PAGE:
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It's possible to run any of the "major" neural network toolkits (Caffe, Torch, Theano) on CPU-only systems. All of them are permissively licensed (to my knowledge).

It will be prohibitively difficult to train the model without some kind of hardware assistance (CUDA). This means that if we're building an ImageNet object detector, even if the code implements the model correctly the first time, training it to have close-to-state-of-the-art accuracy will take several consecutive months of CPU time. Torch has rudimentary support for OpenCL, but it isn't there yet. There are very good pre-trained models that are licensed under academic-only licenses that also help fill the gap. (This is about as permissively as it could be licensed because the ImageNet training data itself is under an academic-only license anyway.)

I'm not sure what niche this project fills. If you want an open-source neural network, you have several high-quality choices. If you need good models, you can either use any of the state-of-the-art academic only ones, or you would have to collect some dataset completely by yourself.




> This is about as permissively as it could be licensed because the ImageNet training data itself is under an academic-only license anyway.

Does this necessarily follow, that a machine-learning model is a derived work of all data it's trained on? As far as I know, the law in this area isn't really settled. And many companies are operating on the assumption that this isn't the case. It would lead to some absurd conclusions in some cases, for example if you trained a model to recognize company logos, you'd need permission of the logos' owners to distribute it.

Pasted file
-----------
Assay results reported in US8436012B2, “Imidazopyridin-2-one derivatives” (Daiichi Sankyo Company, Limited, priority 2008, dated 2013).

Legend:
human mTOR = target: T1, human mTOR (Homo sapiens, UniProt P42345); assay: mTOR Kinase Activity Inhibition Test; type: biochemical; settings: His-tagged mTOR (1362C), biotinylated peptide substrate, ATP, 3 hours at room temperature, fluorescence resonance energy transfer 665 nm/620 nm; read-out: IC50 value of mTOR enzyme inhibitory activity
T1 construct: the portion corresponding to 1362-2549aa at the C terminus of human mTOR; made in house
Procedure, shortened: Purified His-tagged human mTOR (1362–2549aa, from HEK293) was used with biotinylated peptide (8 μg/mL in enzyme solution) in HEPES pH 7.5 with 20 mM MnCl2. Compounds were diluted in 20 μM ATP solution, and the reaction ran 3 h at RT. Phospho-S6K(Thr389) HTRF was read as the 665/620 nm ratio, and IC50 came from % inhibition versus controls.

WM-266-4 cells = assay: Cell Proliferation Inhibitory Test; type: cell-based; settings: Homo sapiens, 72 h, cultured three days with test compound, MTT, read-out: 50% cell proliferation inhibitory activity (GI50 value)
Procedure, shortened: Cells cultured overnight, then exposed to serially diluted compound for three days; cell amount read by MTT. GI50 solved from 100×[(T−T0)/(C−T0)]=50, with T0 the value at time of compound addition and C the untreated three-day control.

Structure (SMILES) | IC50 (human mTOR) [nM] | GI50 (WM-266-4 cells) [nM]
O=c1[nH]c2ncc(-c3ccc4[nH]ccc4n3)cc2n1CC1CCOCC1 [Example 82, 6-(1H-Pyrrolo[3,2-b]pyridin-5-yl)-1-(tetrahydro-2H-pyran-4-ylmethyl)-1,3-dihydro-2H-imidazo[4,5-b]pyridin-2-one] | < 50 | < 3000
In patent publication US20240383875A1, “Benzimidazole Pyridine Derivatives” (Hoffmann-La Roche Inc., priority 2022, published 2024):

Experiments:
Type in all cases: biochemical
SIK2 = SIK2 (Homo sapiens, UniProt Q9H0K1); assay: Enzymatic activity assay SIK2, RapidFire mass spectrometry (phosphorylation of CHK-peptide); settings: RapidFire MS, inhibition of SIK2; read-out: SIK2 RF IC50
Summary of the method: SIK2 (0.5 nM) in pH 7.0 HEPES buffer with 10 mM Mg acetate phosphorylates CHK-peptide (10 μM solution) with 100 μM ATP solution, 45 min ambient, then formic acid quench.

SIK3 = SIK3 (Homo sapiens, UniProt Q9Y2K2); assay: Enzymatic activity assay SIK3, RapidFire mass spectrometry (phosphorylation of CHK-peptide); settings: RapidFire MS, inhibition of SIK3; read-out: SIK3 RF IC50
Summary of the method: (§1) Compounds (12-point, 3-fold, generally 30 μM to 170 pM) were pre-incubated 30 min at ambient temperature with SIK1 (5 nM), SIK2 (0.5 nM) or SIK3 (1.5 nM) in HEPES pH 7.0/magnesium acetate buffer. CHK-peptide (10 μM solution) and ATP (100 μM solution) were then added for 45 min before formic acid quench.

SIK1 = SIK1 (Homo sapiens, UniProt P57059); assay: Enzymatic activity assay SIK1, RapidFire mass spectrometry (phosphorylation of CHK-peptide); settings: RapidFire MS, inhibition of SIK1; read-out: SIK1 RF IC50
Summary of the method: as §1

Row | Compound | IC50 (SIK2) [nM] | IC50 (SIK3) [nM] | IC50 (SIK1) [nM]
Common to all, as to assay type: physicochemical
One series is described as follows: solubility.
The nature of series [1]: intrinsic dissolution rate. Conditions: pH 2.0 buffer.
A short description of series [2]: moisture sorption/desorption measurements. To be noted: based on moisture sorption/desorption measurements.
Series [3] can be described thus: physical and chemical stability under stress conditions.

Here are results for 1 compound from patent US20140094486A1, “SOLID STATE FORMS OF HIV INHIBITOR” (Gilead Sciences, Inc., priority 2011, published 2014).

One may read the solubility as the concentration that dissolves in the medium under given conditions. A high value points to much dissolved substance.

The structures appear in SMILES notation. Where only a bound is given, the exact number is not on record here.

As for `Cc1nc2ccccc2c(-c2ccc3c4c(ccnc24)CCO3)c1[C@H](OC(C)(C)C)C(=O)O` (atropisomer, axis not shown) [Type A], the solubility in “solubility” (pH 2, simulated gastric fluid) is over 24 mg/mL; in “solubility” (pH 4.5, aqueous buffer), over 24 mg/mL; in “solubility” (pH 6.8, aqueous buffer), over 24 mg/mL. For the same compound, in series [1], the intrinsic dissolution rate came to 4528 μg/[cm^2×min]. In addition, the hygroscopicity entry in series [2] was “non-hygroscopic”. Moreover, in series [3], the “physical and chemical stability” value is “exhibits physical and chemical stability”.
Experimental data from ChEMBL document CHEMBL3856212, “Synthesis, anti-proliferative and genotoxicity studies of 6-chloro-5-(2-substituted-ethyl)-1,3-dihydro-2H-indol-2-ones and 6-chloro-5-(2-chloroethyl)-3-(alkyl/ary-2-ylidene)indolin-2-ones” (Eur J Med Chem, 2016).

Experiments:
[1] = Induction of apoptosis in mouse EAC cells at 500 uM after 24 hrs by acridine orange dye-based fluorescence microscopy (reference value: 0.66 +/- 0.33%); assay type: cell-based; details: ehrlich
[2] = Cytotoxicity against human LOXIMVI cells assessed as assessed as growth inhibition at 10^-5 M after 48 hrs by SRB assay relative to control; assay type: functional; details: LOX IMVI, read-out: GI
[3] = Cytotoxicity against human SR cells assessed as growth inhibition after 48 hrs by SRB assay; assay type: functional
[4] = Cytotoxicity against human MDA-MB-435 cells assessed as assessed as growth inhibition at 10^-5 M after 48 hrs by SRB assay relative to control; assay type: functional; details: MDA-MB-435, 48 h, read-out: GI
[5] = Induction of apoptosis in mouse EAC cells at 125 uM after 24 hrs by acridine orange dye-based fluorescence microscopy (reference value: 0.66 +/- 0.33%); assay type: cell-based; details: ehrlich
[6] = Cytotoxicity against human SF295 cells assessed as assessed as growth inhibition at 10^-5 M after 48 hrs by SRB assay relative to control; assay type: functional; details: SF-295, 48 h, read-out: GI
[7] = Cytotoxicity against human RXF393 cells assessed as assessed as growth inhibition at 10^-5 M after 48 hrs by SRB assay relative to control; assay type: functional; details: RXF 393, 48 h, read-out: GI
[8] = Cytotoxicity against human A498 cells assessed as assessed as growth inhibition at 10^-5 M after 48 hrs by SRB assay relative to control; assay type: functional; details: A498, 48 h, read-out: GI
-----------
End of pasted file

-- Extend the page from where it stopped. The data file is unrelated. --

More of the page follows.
(This is assuming traditional copyright law; under jurisdictions like the E.U. that recognize a separate "database right" it's another story.)


I'm not aware of the formal legality of it, but I don't see why it wouldn't be the case. Without the training data, the model can't work. That seems to fit the definition of "derivative work".


IANAL, but I looked at the definition of derivative work, and it seems really hard to apply to learning algorithms. But I'm going to disagree with you. I notice that US law mentions "preexisting material employed in the work". IMO a set of neural network weights contains no preexisting material at all. All the examples of derivative works include at parts of previously copyrighted works directly.

I'd like to note that some publishers, like Elsevier, allow you access to their dataset (full texts of articles) under a license with the condition that you can not freely distribute models learnt from their data.




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